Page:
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This is a silly question, but if I don't ask it, it will bug me. I can recognise most of the text around the TEX title, except the elvish in the top right hand corner. What does it say?

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The translation of the (complete) Elvish text is:

One ring to rule them all, one ring to find them, One ring to bring them all and in the darkness bind them.

It's the inscription of the One Ring, in the site design we can see the first half of it.

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    I always thought it meant: ! Error: You shall not pass! – Martin Scharrer Dec 14 '11 at 9:15
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    @MartinScharrer I also thought it meant : Here is how much of TeX's memory you used:.... To be honest, the log file is elvish to me anyway. – percusse Dec 14 '11 at 13:21
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    Was the title design made in TeX? – Village Dec 14 '11 at 21:48
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    @Village: I would assume so: meta.tex.stackexchange.com/a/649/4012 – doncherry Dec 15 '11 at 0:34
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    Technically that is written in the Black Speech of Mordor as I recall, but it uses the same writting as Elvish. – Canageek Dec 18 '11 at 21:15
  • Dammit, that was pointed out below already. – Canageek Dec 18 '11 at 21:16
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The Elvish text at the top left of the site design

Elvish at tex.stackexchange

is the first half of the inscription on the One Ring:

J. R. R. Tolkien: Lord of the Rings

See Site Design Ideas, the TeX showcase, source tengwar.tex and compilation result tengwar.pdf. About how to create it with TeX see tex.stackexchange.com/questions/13015/what-package-allows-elvish-in-tex.

The language is "Black Speech", the letters are "Tengwar" (Elvish). This is similar to writing "Γρεεκ λεττερς" with Greek letters but using English language (in Latin letters: "Greek letters").

"Black Speech was the language created by Sauron for his servants in Mordor. Over the centuries many of the Orcs developed their own dialects of Black Speech, these dialects were often referred to as Orkish. The Orcs were not a very literate group, so few examples of their writing exists today. Those few Orks that could write used the Cirth alphabet. Tolkien included one example of written Black Speech in the book "The Lord of the Rings" - the Ring inscription. This inscription seems to be unique in that it uses the Tengwar alphabet. Sauron apparently adapted the Tengwar script of Eregion for writing for Black Speech. […] Writing Black Speech with Tengwar: The rules for writing Black Speech with Tengwar is similar to the Sindarin Tengwar/Tehtar Mode. Although the Black Speech and the Sindarin Tengwar/Tehtar modes look similar to each other, they may use different Tengwar letters to represent the same sounds. This is particularly noticeable with the phonetic values assigned to the Tehtar marks used for the o and u sound, which are reversed."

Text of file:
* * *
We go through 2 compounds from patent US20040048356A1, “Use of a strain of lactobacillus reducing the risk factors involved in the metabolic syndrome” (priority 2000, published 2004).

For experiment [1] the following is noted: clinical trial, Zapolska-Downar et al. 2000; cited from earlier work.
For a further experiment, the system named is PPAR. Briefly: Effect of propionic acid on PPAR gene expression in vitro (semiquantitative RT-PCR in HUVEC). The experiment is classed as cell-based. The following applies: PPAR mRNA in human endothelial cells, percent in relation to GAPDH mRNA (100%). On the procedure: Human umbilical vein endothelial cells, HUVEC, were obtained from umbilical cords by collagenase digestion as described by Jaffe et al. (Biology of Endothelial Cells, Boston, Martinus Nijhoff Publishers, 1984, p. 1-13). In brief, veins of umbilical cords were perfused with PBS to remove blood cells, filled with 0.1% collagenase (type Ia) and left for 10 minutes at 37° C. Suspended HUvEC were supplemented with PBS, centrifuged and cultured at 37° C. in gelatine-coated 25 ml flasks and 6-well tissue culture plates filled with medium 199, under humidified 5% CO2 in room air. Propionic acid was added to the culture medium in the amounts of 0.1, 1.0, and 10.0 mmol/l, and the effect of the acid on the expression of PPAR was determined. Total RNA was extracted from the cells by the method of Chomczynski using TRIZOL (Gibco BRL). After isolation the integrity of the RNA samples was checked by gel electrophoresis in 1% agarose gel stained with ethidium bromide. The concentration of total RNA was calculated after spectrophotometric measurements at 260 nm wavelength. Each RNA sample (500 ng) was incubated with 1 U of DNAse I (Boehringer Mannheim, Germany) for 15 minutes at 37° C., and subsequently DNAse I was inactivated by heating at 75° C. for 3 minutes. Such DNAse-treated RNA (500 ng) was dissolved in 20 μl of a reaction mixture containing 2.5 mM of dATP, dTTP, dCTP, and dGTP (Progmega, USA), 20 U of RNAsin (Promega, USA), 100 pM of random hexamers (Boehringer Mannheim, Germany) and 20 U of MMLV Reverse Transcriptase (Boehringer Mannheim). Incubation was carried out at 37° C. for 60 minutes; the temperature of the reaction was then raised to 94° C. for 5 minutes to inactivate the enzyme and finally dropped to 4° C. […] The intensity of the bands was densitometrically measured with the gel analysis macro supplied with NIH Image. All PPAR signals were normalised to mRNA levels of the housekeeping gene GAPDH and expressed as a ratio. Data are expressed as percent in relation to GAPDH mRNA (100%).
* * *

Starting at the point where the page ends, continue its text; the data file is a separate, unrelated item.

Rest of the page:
(Daniel Steven Smith: TengwarQuenya_Help, 10/FEB/2003, http://chomikuj.pl/anuleczek88/r*c3*b3*c5*bcne/fonty+-+elficki/TengwarQuenya_Help,354460461.pdf)

As for the rhyme of "bind" and "find" also in Black Speech as noted by Mark S. Everitt: Some say that Orcs were created by corrupting Elves (e.g. en.wikipedia.org/wiki/Orc_(Middle-earth)#East_Elves_.28Avari.29 ), which the Elves deny, of course. Now one just needs to find out whether English is derived from Elvish or Orcish. ;-)

You could also be interested in the coming The Hobbit movies and rpg.stackexchange.com.

Things to note:

  • You need to look very hard to see the writing.
  • When you save the page, that part isn’t saved and therefore invisible in the saved version.
  • The site is bright (a lot of white) and cool at the same time.
  • Orcs use "nazg" not only for "ring" but also for "website". Wait, that’s an urban myth, isn’t it? ;-)
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    I find it amazing that "bind" and "find" rhyme in elvish too... – qubyte Dec 15 '11 at 15:38

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